Government Shutdown Could Create Serious Issues

Maura Fennelly, Co-Editor-In-Chief

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It is highly speculated that the US government will shut down at midnight on Tuesday, October 1st. The United States Congress will come to a complete halt if Congress members do not pass spending bills that give money to the government in time. There is much debate in Congress over passing the spending bill because the House of Representatives is primarily Republican while the Senate is Democratic, this of course leads to a stalemate. The major issue has to do with Obamacare: President Obama’s national healthcare system that is formally titled “The Patient Protection and Affordable Care Act.” The House wants the bill to clearly state that funds will be cut from Obamacare and the Senate objects to that request. Republicans argue that the act will further hurt businesses and private employers and send jobs overseas because the act requires every US citizen to have health insurance.

Since 1977, there have been 17 government shutdowns in America, the latest one took place in 1995 and lasted 21 days. During the shutdown, many government officials will be sent home without pay, however there are many officials that will stay working, if it is deemed necessary. 3.3 million government employees will still be heading to work once the government shuts down, but 783,000 employees will be asked to not come to work. Congress, the President, and many other people will still be receiving a paycheck while basically nothing gets done. The U.S. Postal Service will still be functioning, however all National Parks will be closed, getting a passport will soon be quite a difficult task, and the District of Columbia may lose municipal workers and trash may soon be covering the streets of the nation’s capitol.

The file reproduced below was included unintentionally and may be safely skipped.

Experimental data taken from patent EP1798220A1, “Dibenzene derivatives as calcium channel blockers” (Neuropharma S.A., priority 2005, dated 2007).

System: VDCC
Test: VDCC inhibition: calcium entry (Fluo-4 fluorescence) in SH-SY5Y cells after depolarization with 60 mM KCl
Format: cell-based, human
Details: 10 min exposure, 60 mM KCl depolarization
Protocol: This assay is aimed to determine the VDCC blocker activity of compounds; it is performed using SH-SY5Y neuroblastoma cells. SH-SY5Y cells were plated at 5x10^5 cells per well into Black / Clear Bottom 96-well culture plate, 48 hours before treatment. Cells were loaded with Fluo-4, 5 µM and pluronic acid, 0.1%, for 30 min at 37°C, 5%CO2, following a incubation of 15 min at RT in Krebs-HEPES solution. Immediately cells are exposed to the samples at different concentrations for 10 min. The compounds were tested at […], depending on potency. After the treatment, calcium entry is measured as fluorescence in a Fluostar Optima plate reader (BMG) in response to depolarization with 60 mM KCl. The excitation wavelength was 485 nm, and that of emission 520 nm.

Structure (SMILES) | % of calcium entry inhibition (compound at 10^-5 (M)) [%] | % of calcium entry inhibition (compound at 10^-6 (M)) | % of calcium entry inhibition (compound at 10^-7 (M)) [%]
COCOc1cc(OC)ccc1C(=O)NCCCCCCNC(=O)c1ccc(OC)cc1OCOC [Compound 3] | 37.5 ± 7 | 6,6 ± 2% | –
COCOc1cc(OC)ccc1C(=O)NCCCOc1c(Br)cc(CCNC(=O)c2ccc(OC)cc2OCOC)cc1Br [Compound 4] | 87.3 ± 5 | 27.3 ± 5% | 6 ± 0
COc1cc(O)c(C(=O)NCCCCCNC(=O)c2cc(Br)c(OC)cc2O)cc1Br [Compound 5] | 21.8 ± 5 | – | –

There’s also another major issue to consider; the debt ceiling will need to be dealt with by October 17th, and as of now the country needs to figure out how to pay back 17 trillion dollars. If the House and Senate do not agree upon the budget shortly, the economy will take a hit.

Hopefully, the Democratic Senate and the Republican House can come together and make some compromises over Obamacare before the government is shutdown for too long.

 

Sources:

http://www.usatoday.com/news/

http://www.cnn.com/2013/09/30/politics/government-shutdown-up-to-speed/index.html?hpt=hp_t1

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